Tully Gorge

Tully Gorge had been a blank spot on my mental map for far too  long before I decided to visit it last month. All I knew – all that most people know – is that it attracts lots of (mostly young) tourists for white-water rafting. But I’ve been collecting waterfalls along the coast (e.g. Wallaman, Blencoe, Jourama, Behana and Murray) for some time and I had heard of the Tully Falls. And any gorge is worth a look – and I needed a break from the city.

A closer look at the map showed me that the Falls and the Gorge had to be two separate trips, since the Falls are only accessible from Ravenshoe and the Gorge is accessible only from the coast: the two roads both dead-end, one at the top of the falls and the other a couple of kilometres downstream from their foot. The possibility of including the Dalrymple Track in the trip made me opt for the Gorge this time; Jourama and Cardwell were entirely incidental.

So … drive to Tully and turn left, through the town and farmlands (sugar, cattle, and lots of bananas) before entering National Park (actually parks, plural: Koombooloomba NP on the western side of the road, Tully Gorge NP on the eastern side). From here on, the road follows the river quite closely, and I paused for a photo.

Tully River
The Tully River in the lower part of the Gorge

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Walking the Dalrymple Track up to the Stone Bridge

Four years ago I walked the inland end of the Dalrymple Track (see Wikipedia for its history) with Wildlife Queensland  folk, then took a quick look at the coastal end by myself. As I said in a blog post at the time, I always hoped to complete the rest of the walk eventually, and last week I almost made good on that plan, walking from the coastal end to its highest point a couple of hundred metres past the old Stone Bridge.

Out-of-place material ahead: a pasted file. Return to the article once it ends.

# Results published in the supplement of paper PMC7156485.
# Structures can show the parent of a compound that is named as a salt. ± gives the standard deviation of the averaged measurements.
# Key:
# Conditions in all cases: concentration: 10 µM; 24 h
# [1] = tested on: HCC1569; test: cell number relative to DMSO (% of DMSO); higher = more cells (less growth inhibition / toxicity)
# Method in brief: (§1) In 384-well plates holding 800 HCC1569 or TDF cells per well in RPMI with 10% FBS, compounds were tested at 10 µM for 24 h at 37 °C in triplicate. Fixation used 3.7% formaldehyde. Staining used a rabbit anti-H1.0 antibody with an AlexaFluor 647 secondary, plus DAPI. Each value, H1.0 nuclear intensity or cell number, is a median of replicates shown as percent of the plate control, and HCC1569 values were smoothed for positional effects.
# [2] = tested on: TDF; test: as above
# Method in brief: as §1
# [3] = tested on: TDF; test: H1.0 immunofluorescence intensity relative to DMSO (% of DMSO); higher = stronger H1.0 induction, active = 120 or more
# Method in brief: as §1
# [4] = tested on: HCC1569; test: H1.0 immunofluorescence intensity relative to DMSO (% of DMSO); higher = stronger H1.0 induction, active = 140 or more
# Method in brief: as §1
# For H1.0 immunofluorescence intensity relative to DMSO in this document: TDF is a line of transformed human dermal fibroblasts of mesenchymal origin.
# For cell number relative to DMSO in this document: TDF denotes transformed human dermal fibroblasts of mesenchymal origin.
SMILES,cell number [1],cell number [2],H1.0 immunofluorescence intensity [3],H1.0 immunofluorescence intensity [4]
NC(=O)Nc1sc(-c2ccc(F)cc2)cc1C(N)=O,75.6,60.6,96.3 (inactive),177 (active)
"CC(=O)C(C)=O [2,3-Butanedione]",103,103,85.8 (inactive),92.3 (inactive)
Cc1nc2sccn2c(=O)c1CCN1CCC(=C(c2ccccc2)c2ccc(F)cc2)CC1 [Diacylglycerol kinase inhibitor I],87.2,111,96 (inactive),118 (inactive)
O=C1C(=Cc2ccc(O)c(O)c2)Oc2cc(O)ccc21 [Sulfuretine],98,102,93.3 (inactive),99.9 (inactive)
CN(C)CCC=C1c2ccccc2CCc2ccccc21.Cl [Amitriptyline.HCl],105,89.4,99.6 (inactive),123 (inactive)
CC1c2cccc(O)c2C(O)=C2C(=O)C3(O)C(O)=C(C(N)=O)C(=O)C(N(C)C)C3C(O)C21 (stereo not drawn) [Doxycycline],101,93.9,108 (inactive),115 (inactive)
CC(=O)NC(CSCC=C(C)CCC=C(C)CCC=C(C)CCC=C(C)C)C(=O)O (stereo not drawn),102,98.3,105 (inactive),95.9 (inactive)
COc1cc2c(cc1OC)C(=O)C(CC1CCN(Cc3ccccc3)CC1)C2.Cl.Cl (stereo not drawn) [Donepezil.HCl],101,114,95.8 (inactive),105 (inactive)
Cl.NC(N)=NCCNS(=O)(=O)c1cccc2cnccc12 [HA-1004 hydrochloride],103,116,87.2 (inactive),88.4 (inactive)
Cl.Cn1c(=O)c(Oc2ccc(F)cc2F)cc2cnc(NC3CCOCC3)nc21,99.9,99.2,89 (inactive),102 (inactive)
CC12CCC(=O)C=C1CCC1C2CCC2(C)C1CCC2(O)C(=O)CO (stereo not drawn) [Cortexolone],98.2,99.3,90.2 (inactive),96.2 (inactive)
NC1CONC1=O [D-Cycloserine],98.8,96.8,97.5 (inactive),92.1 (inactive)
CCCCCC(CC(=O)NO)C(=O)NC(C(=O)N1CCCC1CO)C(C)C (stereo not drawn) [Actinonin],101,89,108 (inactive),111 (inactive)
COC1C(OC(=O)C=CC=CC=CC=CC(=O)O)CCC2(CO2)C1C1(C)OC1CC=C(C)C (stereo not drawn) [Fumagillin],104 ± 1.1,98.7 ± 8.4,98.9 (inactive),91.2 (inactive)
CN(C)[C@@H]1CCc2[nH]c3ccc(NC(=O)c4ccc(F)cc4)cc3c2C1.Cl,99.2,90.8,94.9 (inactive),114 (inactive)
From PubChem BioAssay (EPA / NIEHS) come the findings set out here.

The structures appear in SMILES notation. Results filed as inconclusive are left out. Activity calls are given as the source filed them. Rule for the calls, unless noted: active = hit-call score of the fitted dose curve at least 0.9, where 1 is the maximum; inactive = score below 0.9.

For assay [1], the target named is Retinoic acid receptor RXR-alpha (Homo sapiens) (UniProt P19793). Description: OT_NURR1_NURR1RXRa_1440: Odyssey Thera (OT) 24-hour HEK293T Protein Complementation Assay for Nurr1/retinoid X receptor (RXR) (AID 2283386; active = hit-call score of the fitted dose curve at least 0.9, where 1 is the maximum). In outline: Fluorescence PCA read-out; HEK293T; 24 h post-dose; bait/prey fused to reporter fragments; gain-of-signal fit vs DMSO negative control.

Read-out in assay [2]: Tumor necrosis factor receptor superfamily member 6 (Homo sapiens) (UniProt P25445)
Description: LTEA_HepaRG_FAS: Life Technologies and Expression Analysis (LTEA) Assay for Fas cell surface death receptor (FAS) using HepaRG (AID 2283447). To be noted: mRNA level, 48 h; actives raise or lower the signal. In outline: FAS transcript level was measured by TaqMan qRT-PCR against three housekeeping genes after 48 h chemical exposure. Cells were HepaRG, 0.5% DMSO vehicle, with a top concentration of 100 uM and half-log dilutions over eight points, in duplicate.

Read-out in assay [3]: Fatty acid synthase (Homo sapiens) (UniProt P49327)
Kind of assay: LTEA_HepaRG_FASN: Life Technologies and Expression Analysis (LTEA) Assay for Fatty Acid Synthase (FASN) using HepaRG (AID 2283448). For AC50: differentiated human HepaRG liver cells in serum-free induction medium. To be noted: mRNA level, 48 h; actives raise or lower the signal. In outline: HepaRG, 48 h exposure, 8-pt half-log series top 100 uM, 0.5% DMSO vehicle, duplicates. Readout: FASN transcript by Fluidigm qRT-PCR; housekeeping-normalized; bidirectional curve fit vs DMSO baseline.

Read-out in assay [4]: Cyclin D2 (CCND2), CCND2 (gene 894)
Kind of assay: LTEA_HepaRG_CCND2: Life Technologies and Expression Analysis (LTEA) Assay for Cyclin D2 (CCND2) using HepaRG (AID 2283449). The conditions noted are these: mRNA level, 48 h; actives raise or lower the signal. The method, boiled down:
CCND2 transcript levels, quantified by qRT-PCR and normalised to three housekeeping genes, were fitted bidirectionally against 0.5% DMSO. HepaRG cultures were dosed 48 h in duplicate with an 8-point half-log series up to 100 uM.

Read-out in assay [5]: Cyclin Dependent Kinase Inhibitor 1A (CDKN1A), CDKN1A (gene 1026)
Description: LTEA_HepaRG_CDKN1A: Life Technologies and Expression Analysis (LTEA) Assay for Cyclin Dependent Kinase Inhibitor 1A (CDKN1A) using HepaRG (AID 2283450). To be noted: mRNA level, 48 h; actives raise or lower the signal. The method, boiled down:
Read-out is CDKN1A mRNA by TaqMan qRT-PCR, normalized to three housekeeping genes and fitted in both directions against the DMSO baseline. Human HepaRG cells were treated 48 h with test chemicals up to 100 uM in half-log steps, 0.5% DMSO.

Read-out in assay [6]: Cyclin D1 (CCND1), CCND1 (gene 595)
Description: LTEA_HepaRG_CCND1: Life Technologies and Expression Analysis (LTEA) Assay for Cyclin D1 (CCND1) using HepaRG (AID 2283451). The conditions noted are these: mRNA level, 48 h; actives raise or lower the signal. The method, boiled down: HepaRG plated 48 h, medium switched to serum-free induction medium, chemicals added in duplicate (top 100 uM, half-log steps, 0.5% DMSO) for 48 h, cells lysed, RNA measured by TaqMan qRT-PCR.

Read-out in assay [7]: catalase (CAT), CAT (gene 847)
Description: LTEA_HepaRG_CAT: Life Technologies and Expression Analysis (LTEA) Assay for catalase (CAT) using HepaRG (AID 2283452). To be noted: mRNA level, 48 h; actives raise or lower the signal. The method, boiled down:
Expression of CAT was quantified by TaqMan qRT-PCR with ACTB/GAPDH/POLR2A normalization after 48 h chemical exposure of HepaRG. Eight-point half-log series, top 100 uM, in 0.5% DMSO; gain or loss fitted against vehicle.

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Mound-building birds on Magnetic Island

Walking up the hill behind Nelly Bay a few weeks ago, following the pipeline to Horseshoe Bay, I was surprised by an enormous mound beside the vehicle track.

megapode mound of leaf litter and earth
Megapode mound, with my hat for scale

My surprise wasn’t at the existence of the mound, but at its size. Continue reading “Mound-building birds on Magnetic Island”

Mother love in the wilderness

Here’s a hold-over from my visit to White Mountains National Park a few weeks ago: a beautiful spider-web and its resident family.

The web, shining in the sunlight in the camping ground, caught my eye and when I investigated I saw that the piece of dead grass suspended above it was a spider’s retreat overflowing with spiderlings.

Spider web
Spider web

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Porcupine Gorge after the floods

My recent visit to White Mountains was an add-on to a longer visit to Porcupine Gorge, north of Hughenden. I’ve been to the Gorge several times before and wrote about the area at some length after my visit in April last year, covering the Gorge, its wildlife and nearby points of interest in three separate posts.

The main focus of this post, therefore, is the effect of the monsoonal floods early this year. Townsville was hit hard, but so was Western Queensland. The Flinders River had 50-year floods and was 200 kilometres wide at its peak; and the Flinders, of course runs from the Burra Range and the northern corner of White Mountains National Park through Hughenden to the Gulf, picking up the waters of Porcupine Creek on the way.

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